Politicians in red states are placing new limits on gender-affirming care for transgender people, creating a patchwork of sanctions on health providers who offer such services and limits on access.
By the numbers: Over 100 pieces of legislation introduced in state legislatures in 2023 focus on banning aspects of gender-affirming medical care, according to data from the American Civil Liberties Union.
- Proponents of the measures have characterized gender-affirming care as "harmful" and "experimental" medical procedures. But such care has been deemed medically necessary and potentially life-saving for transgender youths by leading medical associations, including the American Medical Association and the American Academy of Pediatrics.
State of play: Utah in January enacted a law banning gender-affirming health care for transgender youth. Since then, Mississippi, South Dakota and Tennessee have followed suit.
- Arkansas in 2021 became the first state to make gender-affirming care for patients under 18 illegal, but the ban is being challenged in court. A similar law in Alabama is also on hold.
- Arizona in 2022 enacted a law prohibiting gender-affirming care from being offered to trans people under 18. That law is set to take effect in March.
- Florida last year became the first state to enact a ban through a non-legislative body, using a medical board appointed by Gov. Ron DeSantis. Legal experts fear it could set a precedent for restrictions on other forms of health care.
- Florida Republicans turned to executive action from DeSantis — who has openly opposed gender-affirming care for minors — after a legislative attempt failed, per legal experts.
- In Texas, Gov. Greg Abbott issued a directive ordering state agencies to investigate parents for child abuse for seeking gender-affirming care for their trans kids.
- Kansas, South Carolina, Oklahoma and Texas have bills moving through their legislatures to ban care for people under 21. Texas also has a proposed ban for people under 26.
- "Decisions around transgender medical care should be between trans patients, their families, and their doctors — not made by politicians," said Kasey Suffredini, vice president of advocacy and government affairs at The Trevor Project.
- Such laws have been enacted in California, Connecticut, Illinois and Massachusetts. They look to protect trans patients and health providers from potential prosecution in other states.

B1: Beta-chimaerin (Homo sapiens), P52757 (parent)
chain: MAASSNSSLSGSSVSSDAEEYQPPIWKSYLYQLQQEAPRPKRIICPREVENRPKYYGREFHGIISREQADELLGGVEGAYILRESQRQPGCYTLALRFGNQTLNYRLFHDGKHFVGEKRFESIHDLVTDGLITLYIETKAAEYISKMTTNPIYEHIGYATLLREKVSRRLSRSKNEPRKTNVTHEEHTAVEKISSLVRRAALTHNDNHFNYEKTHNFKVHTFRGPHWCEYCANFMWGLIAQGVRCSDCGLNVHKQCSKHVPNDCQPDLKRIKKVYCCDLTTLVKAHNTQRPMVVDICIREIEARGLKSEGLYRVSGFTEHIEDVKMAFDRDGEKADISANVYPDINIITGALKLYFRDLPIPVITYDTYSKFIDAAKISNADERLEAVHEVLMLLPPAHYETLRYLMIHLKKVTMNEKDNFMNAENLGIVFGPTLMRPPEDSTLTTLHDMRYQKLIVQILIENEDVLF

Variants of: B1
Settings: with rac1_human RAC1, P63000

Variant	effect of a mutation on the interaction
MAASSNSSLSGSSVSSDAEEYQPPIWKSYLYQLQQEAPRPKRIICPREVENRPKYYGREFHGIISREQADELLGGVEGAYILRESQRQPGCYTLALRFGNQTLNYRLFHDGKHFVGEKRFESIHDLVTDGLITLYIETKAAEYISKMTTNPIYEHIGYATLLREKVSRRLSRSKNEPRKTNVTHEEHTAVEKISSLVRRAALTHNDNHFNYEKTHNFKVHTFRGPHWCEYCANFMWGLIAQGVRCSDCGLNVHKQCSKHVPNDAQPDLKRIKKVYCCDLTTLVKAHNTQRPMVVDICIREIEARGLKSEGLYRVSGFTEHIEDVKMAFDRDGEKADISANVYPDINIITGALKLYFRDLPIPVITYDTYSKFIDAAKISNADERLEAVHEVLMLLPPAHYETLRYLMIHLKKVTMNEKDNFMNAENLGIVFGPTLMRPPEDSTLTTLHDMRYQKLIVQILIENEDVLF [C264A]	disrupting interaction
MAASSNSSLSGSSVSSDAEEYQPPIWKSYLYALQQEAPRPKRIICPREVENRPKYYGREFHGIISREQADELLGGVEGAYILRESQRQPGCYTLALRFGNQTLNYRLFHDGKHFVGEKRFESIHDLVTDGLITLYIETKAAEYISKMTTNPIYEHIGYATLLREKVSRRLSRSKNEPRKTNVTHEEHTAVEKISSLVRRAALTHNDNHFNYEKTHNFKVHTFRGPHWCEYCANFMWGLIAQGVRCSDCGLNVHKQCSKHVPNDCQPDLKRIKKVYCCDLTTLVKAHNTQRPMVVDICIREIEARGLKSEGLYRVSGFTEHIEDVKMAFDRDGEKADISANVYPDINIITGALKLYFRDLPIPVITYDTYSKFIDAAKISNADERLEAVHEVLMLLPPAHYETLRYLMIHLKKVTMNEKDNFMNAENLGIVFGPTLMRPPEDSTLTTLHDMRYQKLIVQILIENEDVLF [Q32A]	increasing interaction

- A medical provider risks lose their license, as well as risk civil action, if they provide this type of car to trans youth.
Reality check: 71% of LGBTQ youth — including 86% of trans and nonbinary youth — say that debate around state restrictions on LGBTQ young people has negatively impacted their mental health, according to a poll by The Trevor Project, which provides crisis intervention and suicide prevention services to LGBTQ youth.
Between the lines: Most anti-trans bills look to prohibit gender-affirming care for people under 18, but some states have introduced measures that extend to adults.
Zoom in: Texas and Wyoming have bans that also categorize gender-affirming care as child abuse under state law.
What else is happening: Lawmakers in states like Indiana, Kentucky, Missouri and Oklahomahave introduced bills prohibiting the use of state funds to pay for gender-affirming medical care, as well as barring insurers from offering coverage.
What they're saying: Opponents say the measures impose restrictions on the doctor-patient relationship.
Meanwhile… Lawmakers in at least 21 states are working on "trans refugee laws" that would allow out-of-state patients to seek gender-affirming care within their borders to avoid criminal prosecution, said Elliot Imse, executive director of LGBTQ Victory Institute, an advocacy group working with state lawmakers across the U.S.
Below are prominent anti-trans health care curbs in the 2023 legislative cycle.
Anti-trans health care bills that have been enacted
Arkansas: SB 199 makes it easier to sue health providers who provide gender-affirming care to a minor, effectively bringing back the state's blocked ban.
Mississippi: HB 1125 states that health providers cannot offer gender-affirming surgeries, puberty blockers or hormone therapy to trans youth under 18. If a provider violates the law, they could lose their license and face civil lawsuits.
South Dakota: Under HB 1080, a health care provider cannot offer gender-affirming care "for the purpose of attempting to alter the appearance of, or to validate a minor's perception of, the minor's sex."
Tennessee: SB 1 says that a health provider cannot "perform or offer to perform" any sort of gender-affirming care to trans minors. Doing so puts a provider at risk of lawsuits from the minor, their guardian or the state attorney general.
Utah: SB 16 specifically prohibits health care providers in the state from performing gender-affirming surgeries on trans youth and places an indefinite moratorium on their access to hormone therapy and puberty blockers.
Go deeper: Axios Explains: Gender-affirming care in the U.S.
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